The Nottingham Student Housing Co-operative are aiming to change how we see student housing, and how students experience it.
There is a much-mocked photo, somewhere, of a pair of local councillors gurning miserably at the thought that more students might move into their patch. The message was clear, students are not welcome here. They’re lazy, they’re feckless and they’re noisy. As a student I took this slightly personally, I am not lazy, I am not feckless and I am only occasionally noisy. Usually during karaoke at the White Lion.
However, the reality is that student housing is not very good. The houses are “investments” for people who don’t live in Beeston and don’t care to put any money into their investment. They become rundown, decrepit and the students lose any pride in them. It is a vicious, self-defeating cycle and it’s one that myself and some others decided to change.
The Nottingham Student Housing Co-operative has three simple goals: student housing that is accountable to the tenants and the community, that is cheaper, and that does not leave its residents with horror stories. This is our pitch to our members but also to the people of Beeston. We want to change how you see students and how you see student housing.
Our rent both pays our mortgage and, more importantly, generates a surplus that allows us to invest back into the house and community
I have lived, as a student, in Beeston for 5 years now. I write for The Beestonian and I feel like part of the community and this is part of my effort to return the favour. We are currently looking for a first property in the area and that means being transparent with you, the good citizens of Beestonia.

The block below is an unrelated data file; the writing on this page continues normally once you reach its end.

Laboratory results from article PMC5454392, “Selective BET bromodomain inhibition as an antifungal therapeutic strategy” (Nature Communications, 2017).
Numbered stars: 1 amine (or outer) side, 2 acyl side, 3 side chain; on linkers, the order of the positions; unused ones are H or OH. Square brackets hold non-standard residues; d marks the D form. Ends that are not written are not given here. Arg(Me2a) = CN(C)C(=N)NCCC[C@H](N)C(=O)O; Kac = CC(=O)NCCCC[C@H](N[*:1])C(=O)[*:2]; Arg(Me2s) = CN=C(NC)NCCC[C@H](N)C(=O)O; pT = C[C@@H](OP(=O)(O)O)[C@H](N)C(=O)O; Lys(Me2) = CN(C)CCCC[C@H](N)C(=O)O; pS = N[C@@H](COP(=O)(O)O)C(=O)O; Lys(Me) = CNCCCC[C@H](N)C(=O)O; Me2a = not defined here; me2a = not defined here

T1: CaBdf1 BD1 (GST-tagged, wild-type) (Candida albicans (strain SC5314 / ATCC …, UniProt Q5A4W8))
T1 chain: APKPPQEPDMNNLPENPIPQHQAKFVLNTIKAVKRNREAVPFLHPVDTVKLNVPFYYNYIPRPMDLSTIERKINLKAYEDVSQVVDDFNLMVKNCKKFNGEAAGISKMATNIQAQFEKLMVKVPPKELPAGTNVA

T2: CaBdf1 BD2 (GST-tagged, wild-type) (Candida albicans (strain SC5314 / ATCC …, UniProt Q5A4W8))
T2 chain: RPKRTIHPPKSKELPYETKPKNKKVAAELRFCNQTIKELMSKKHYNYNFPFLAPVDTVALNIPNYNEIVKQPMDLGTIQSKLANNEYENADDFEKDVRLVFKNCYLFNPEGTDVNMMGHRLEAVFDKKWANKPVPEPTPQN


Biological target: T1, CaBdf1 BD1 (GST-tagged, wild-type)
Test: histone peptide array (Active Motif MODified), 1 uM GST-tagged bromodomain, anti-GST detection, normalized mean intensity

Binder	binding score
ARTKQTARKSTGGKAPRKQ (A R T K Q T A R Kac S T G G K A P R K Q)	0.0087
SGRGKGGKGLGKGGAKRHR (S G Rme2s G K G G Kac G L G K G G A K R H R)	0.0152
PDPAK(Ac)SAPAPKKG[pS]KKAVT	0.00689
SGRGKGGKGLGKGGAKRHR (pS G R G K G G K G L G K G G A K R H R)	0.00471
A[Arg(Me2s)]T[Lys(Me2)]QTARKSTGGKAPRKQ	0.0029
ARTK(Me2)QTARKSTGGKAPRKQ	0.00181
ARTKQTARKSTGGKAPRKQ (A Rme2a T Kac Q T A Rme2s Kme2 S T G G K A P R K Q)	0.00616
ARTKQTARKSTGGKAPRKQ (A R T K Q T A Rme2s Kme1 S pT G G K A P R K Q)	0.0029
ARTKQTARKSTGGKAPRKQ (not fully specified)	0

Our model is simple, we obtained investment from other co-operatives, including the retail shops, and used it to buy a house. Students rent it, renovate it and pay for it. Our rent both pays our mortgage and, more importantly, generates a surplus that allows us to invest back into the house and community.
Students also have democratic control. They get to vote on the direction the co-operative takes and how that money is spent. They get to take ownership of their house in a way that makes them proactive, responsible members of the community.
Our current plan, should the building be big enough, is to make ourselves not just a home for students but a community hub. Other co-operatives have engaged in local activism, offering food kitchens, community meals and vegan cooking classes and we want to be part of that tradition.
This model has worked across the USA and Australia and we want to replicate this success. There are currently 150 beds in housing co-operatives, within 5 years we want to make that 10,000.
We know that when a lot of people think students they think of Lenton and we want to make sure that doesn’t happen to Beeston. We are going to be a proactive part of this town and we will do it because we love Beeston.